Health & Body

Ask the Experts: How Do I Correct A Student's Posture Without Driving Them Crazy?

Getty Images

It's challenging to make a true postural change—it will take time. The goal is to have your dancer decrease muscle tension and gain spinal strength so it won't take extra effort to stand up straight. I would suggest she explore some fun new types of activity, in addition to dancing, to do this.

Practicing acrobatic skills such as handstands and cartwheels increases both core strength and upper-body strength, which are needed for proper posture. Rebounding on a trampoline can help dancers stand up straight: You can't jump well if you're slouched over. This might go over better than simply doing exercises.

When poor posture becomes a habit, it feels normal. That's why it's essential to bring your dancers' awareness to the muscular tension tied to their posture. For example, using a pinkie ball against the wall, dancers can self-massage tightness between the shoulder blades. Many teachers encourage regular ball work before and/or after class by keeping a basket of balls in the studio. I have seen adults, too, dramatically shift their somatic awareness and improve their posture after receiving some form of bodywork like massage. Muscle tension and poor posture habits go hand in hand.

Teacher Voices
Photo courtesy Rhee Gold Company

Since the start of the COVID-19 crisis, there has been a shift in our community that is so impressive that the impact could last long into our future. Although required school closures have hit the dance education field hard, what if, when looking back on this time, we see that it's been an incredible renaissance for dance educators, studio owners and the young dancers in our charge?

How could that be, you ask?

Keep reading... Show less
Teachers Trending
Photo by Yvonne M. Portra, courtesy Faulkner

It's a Wednesday in May, and 14 Stanford University advanced modern ­dance students are logged on to Zoom, each practicing a socially distanced duet with an imaginary person. "Think about the quality of their personality and the type of duet you might have," says their instructor Katie Faulkner, "but also their surface area and how you'd relate to them in space." Amid dorm rooms, living rooms, dining rooms and backyards, the dancers make do with cramped quarters and dodge furniture as they twist, curve, stretch and intertwine with their imaginary partners.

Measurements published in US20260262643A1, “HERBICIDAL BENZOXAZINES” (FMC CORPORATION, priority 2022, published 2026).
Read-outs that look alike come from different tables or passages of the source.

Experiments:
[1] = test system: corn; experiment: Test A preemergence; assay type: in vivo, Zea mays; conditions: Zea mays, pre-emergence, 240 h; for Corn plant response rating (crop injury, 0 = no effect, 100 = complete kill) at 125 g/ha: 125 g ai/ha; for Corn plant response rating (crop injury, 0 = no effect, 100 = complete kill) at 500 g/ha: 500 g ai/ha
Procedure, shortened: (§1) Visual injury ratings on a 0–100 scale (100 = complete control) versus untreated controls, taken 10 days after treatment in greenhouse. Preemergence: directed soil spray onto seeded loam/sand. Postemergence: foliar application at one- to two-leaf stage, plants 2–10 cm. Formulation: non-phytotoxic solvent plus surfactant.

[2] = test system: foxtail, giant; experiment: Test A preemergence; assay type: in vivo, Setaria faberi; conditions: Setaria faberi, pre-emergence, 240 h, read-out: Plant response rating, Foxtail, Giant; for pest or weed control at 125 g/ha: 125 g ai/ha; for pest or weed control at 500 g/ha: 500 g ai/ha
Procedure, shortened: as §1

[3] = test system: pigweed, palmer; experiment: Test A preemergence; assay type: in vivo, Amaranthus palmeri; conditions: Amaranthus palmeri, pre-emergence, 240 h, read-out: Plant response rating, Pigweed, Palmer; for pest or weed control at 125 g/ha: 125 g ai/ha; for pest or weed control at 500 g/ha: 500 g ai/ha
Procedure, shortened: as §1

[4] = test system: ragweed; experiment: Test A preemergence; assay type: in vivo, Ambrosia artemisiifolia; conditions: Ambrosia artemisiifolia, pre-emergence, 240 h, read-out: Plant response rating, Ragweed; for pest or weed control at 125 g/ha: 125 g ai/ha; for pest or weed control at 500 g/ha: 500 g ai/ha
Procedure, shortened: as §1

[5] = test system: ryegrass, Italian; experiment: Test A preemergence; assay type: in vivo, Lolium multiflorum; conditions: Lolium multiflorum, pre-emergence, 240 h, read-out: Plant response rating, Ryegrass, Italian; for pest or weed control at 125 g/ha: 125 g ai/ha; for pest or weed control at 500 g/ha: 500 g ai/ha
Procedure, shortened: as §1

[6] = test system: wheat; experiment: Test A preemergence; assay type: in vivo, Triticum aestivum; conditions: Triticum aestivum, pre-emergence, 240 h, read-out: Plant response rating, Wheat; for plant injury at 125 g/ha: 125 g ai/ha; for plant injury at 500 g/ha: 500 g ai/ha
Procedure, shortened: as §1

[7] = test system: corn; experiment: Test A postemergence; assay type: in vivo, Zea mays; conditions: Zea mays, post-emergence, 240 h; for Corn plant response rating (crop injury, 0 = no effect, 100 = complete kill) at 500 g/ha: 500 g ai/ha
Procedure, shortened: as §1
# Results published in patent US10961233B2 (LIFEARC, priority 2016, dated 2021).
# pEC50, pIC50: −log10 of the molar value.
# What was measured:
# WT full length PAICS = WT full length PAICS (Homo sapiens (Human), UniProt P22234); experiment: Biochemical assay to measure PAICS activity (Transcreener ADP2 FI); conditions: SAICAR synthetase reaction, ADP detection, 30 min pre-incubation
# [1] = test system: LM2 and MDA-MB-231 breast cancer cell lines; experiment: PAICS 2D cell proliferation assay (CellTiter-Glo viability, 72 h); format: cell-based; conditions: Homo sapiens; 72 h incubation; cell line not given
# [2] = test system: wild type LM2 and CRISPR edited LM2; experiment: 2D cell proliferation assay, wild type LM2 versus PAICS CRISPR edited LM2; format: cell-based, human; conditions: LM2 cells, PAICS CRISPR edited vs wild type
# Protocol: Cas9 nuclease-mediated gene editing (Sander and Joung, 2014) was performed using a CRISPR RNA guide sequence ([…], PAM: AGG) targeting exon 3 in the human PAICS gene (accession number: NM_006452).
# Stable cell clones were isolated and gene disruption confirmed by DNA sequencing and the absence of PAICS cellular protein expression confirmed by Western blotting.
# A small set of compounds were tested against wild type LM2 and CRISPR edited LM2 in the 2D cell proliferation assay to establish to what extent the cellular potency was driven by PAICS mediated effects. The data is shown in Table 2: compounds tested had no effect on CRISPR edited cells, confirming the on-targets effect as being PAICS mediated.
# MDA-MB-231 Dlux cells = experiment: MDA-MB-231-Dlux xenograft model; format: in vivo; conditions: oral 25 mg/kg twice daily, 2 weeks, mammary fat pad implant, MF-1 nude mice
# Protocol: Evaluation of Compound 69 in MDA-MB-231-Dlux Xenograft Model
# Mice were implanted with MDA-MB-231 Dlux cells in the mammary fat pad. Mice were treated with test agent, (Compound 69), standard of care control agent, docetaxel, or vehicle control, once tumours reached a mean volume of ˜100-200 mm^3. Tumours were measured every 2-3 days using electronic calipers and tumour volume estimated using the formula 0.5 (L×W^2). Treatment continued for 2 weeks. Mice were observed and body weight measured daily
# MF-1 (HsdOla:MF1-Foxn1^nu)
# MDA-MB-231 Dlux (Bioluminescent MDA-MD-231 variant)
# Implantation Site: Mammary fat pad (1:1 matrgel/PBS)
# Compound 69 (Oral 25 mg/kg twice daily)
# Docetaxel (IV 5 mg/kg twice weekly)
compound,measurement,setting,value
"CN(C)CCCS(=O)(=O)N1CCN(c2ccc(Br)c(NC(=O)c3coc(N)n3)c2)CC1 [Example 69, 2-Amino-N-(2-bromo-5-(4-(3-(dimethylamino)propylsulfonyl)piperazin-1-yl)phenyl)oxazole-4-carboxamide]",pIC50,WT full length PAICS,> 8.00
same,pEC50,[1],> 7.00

Keep reading... Show less
Getty Images

Securing the correct music licensing for your studio is an important step in creating a financially sound business. "Music licensing is something studio owners seem to either embrace or ignore completely," says Clint Salter, CEO and founder of the Dance Studio Owners Association. While it may seem like it's a situation in which it's easier to ask for forgiveness rather than permission—that is, to wait until you're approached by a music-rights organization before purchasing a license—Salter disagrees, citing Peloton, the exercise company that produces streaming at-home workouts. In February, Peloton settled a music-licensing suit with the National Music Publishers' Association out-of-court for an undisclosed amount. Originally, NMPA had sought $300 million in damages from Peloton. "It can get extremely expensive," says Salter. "It's not worth it for a studio to get caught up in that."

As you continue to explore a hybrid online/in-person version of your class schedule, it's crucial that your music licenses include coverage for livestreamed instruction—which comes with its own particular requirements. Here are some answers to frequently asked questions about music licensing—in both normal times and COVID times—as well as some safe music bets that won't pose any issues.

Keep reading... Show less

Get Dance Business Weekly in your inbox

Sign Up Used in accordance with our Privacy Policy.